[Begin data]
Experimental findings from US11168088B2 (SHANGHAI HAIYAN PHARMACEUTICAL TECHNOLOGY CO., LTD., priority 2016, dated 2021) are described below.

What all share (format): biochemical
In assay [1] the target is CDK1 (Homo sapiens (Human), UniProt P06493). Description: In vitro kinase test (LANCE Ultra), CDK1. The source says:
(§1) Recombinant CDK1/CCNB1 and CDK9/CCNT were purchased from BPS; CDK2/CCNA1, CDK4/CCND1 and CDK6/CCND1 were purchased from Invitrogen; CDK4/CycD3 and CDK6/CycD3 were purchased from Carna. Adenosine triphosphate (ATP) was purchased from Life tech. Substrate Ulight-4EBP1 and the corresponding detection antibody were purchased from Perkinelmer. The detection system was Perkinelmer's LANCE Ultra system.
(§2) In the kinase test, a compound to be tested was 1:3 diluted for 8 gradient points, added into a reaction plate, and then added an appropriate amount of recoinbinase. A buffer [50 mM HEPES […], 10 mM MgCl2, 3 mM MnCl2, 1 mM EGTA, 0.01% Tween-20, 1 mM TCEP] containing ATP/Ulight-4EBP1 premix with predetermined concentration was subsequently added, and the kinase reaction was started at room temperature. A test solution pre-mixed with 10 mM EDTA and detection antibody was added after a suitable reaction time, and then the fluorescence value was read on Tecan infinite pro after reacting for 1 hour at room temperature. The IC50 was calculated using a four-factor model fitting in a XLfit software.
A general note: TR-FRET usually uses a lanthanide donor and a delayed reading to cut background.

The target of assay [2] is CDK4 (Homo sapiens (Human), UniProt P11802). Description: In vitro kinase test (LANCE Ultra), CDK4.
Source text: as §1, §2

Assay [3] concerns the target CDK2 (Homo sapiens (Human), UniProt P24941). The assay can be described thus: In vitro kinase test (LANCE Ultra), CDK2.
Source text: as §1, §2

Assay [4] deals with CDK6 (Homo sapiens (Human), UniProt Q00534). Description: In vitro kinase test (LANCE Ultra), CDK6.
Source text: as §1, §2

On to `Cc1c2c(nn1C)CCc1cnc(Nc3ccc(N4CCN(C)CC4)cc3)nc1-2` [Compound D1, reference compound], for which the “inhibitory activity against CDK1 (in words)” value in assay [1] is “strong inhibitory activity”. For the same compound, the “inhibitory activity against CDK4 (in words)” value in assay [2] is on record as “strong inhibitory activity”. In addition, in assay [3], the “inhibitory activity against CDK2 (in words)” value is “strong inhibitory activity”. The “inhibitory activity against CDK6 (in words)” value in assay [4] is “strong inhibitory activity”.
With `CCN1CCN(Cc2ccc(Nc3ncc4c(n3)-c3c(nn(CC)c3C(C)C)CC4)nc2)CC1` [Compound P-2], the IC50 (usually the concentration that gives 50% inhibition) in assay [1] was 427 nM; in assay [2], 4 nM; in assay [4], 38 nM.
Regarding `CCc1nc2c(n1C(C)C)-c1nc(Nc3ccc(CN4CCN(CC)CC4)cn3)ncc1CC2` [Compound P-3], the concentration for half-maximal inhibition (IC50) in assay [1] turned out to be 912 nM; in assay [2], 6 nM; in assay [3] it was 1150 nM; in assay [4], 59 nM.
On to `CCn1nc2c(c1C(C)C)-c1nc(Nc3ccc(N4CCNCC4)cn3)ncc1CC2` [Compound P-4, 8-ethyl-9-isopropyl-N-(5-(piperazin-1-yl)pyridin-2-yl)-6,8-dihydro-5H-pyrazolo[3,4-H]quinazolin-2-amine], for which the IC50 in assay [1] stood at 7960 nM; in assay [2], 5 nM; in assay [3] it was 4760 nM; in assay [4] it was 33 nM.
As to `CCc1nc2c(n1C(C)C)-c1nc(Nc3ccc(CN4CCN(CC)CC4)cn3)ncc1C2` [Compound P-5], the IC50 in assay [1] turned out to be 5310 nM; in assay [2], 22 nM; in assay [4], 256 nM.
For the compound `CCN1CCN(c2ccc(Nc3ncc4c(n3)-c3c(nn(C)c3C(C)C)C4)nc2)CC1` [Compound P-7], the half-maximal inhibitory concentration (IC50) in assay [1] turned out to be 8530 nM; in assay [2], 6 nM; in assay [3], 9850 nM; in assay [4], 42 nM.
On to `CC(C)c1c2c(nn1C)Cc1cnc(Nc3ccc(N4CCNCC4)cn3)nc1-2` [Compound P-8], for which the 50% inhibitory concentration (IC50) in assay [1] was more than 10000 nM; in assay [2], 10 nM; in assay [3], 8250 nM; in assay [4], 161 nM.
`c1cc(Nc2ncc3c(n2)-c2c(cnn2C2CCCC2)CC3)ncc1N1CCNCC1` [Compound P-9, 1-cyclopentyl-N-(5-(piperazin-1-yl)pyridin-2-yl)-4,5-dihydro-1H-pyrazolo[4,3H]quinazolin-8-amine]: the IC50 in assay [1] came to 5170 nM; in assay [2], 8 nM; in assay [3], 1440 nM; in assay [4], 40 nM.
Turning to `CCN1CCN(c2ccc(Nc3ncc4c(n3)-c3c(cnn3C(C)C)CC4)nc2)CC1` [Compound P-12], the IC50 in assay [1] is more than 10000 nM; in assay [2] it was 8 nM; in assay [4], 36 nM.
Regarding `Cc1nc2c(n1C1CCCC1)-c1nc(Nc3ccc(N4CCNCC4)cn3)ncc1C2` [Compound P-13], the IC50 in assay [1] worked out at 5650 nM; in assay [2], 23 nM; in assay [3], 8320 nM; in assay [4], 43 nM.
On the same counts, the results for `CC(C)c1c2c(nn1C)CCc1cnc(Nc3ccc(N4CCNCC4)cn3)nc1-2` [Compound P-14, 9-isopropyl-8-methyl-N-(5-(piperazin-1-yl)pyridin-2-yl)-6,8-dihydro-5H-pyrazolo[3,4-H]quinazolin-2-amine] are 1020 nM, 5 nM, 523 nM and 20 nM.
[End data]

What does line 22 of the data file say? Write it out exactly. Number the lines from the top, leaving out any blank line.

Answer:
Regarding `Cc1nc2c(n1C1CCCC1)-c1nc(Nc3ccc(N4CCNCC4)cn3)ncc1C2` [Compound P-13], the IC50 in assay [1] worked out at 5650 nM; in assay [2], 23 nM; in assay [3], 8320 nM; in assay [4], 43 nM.